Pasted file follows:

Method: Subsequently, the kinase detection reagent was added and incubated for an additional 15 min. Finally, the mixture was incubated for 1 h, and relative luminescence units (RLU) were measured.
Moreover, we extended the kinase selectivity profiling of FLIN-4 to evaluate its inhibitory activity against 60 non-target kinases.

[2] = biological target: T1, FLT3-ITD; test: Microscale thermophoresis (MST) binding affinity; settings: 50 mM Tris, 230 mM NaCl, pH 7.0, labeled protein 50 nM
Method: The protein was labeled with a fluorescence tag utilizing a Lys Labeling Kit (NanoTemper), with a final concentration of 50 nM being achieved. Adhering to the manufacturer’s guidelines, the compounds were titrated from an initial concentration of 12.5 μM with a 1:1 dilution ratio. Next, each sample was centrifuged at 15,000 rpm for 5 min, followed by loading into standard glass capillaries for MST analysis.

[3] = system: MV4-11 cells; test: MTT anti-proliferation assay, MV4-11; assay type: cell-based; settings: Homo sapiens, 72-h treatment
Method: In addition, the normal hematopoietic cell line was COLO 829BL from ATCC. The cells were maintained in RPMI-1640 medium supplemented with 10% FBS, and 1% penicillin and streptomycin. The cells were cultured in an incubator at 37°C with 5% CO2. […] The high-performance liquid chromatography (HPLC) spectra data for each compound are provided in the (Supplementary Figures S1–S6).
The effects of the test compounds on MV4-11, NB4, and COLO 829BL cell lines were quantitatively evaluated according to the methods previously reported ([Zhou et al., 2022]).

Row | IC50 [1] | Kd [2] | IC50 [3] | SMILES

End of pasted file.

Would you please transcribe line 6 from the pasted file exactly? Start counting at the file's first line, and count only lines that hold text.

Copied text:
Method: In addition, the normal hematopoietic cell line was COLO 829BL from ATCC. The cells were maintained in RPMI-1640 medium supplemented with 10% FBS, and 1% penicillin and streptomycin. The cells were cultured in an incubator at 37°C with 5% CO2. […] The high-performance liquid chromatography (HPLC) spectra data for each compound are provided in the (Supplementary Figures S1–S6).